The Monitor of the Chase RMBS Settlement Joseph Smith officially credited Chase with providing $3,887,777,119 of consumer relief to 165,191 borrowers.
Through the third quarter 2015, JPMorgan Chase provided $206,242,520 in consumer relief to 3,389 borrowers.
This brings the bank extremely close to its required $4 billion in credited consumer relief by Dec. 31, 2017.
This is the eighth progress report on Chase’s consumer relief under its settlement with the federal government and five states concerning claims that Chase, Bear Stearnsand Washington Mutual packaged and sold bad residential mortgage-backed securities to investors before the financial crisis.
Another day, another failed and sleazy Trump venture. To the pile of shady businesses that Trump has engaged in, you can add what the Daily Beast has called a “pseudo-scientific vitamin scheme”.
Yep, that’s right. Along with crummy steaks, a litigious university, and a crashed airline, we can now add to that list The Trump Network, a telemarketing company that preyed on people’s lack of scientific understanding by selling them exorbitantly priced ($140) urine-tests, “which would then be used to personally “tailor” a pricey monthly concoction of vitamins,” the Daily Beast reported.
For the article, authors Abby Haglage and Tim Mak interviewed a former “top doctor” from The Trump Network who offered a compelling tale of how the venture came about (unsurprisingly, said doctor asked to remain anonymous).
As the good doc recalled, it all began—like so many consumer schemes—at a marketing company rally. Naturally, Trump was there as a speaker, presumably rattling off his marketing wisdom by way of vainglorious demonstration. Alongside Trump at the rally was Ideal Health, a “multi-level marketing company” selling “naturopathic” remedies — medicine that claims to heal patients through therapeutic means such as herbs and vitamins. Included among the products Ideal Health proudly boasted about at the rally was the aforementioned urine test come tailored vitamin supplement pyramid scheme regimen. Trump was sold.
The Trump Network’s motto was “Discover the Difference between Opportunity and Success.” In this instance, the opportunity being the PrivaTest and follow up supply of vitamins at $139.95, with an additional month’s supply at $69.95 and a recommended $100 nine month follow-up test, all purportedly aimed at keeping “individual nutritional support” up to date. As for “success”? In 2012 The Trump Network sold off all its assets.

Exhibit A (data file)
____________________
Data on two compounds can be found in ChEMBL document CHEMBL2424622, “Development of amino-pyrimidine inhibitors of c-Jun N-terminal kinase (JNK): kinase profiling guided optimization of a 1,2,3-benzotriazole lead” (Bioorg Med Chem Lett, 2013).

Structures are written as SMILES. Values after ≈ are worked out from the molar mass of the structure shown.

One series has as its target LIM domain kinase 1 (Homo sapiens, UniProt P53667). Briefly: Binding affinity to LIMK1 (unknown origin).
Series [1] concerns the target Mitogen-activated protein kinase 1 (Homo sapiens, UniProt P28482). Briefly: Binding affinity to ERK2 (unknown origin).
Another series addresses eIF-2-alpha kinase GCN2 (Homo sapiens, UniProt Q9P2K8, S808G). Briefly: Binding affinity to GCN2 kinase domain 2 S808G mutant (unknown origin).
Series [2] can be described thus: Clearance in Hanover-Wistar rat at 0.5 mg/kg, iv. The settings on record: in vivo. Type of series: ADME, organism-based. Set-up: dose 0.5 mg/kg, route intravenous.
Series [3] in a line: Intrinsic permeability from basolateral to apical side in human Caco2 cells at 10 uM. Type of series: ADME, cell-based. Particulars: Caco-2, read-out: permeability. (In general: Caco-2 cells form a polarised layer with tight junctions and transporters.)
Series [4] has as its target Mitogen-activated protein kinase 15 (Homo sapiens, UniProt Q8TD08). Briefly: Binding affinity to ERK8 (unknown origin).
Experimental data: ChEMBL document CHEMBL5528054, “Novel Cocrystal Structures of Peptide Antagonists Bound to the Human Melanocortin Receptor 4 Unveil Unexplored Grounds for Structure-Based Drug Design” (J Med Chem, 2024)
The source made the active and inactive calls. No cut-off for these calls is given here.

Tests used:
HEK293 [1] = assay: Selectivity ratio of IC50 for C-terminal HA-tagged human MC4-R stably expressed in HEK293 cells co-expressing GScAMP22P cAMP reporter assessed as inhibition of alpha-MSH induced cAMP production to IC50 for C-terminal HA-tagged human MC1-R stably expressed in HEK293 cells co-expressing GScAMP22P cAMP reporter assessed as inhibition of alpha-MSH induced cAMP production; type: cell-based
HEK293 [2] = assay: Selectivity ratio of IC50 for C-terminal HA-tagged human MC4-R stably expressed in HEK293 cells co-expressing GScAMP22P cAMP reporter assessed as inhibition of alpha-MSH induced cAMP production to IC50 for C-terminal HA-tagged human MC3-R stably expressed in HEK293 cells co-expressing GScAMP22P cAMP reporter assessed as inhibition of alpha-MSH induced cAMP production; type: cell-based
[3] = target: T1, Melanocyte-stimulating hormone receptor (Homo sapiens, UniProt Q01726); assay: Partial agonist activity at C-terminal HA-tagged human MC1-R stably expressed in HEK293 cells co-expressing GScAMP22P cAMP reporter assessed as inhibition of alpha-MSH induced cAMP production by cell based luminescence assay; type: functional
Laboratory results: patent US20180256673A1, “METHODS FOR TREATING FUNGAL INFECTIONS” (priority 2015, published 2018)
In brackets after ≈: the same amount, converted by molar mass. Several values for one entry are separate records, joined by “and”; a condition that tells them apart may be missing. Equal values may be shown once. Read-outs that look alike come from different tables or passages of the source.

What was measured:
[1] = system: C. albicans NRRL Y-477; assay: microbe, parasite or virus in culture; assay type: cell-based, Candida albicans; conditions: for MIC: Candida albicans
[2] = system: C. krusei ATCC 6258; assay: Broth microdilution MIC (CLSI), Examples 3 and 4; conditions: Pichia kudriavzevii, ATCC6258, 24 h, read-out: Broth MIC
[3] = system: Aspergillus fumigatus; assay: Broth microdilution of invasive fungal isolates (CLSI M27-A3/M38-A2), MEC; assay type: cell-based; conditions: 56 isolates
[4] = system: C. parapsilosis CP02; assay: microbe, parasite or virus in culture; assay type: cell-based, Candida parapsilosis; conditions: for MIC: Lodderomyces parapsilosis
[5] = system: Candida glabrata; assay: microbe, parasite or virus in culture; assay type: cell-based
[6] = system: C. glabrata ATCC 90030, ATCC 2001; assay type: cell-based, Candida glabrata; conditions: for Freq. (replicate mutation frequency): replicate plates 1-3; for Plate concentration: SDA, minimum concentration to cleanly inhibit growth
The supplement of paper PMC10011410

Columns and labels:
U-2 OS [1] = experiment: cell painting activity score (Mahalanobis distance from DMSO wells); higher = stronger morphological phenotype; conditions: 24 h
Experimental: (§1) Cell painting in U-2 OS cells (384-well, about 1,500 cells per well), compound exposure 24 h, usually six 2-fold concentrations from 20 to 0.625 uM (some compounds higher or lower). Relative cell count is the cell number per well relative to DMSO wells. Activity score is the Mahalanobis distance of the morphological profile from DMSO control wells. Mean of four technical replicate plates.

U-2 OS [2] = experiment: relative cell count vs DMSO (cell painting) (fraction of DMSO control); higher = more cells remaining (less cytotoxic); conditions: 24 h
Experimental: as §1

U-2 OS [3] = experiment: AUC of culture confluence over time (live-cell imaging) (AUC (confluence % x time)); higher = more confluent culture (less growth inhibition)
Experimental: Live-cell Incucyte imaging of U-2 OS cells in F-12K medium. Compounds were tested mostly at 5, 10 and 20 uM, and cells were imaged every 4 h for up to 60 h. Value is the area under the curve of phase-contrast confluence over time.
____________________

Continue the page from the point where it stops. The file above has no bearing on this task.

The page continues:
Back in April, CBS Morning news interviewed retirees that were scammed by Trump Network:
Donald Trump rooted for the housing market to collapse because he believed there was money to be made.
For Andrew Crider of Nevada, the shockwaves from that crash were deeply personal — his welding company went out of business in the recession that followed, his family fell behind on bills and their home was foreclosed on.
Crider was a Trump supporter. That is, until he heard how “excited” Trump was for the real estate bubble to pop. Now, Crider says he’s likely to stay home in November.
“We lost our house. I lost everything because of the economy,” Crider of Henderson, NV, told CNNMoney. “Everything crashed at the same time.”
Crider said he is “offended” by the recently-surfaced comments from Trump showing the billionaire cheered on the housing crash.
“It’d be nice if we could put Trump in our shoes, living paycheck to paycheck. Let him see how it really is in the world and that might change his views,” said Crider, who along with his wife Hollie has three children.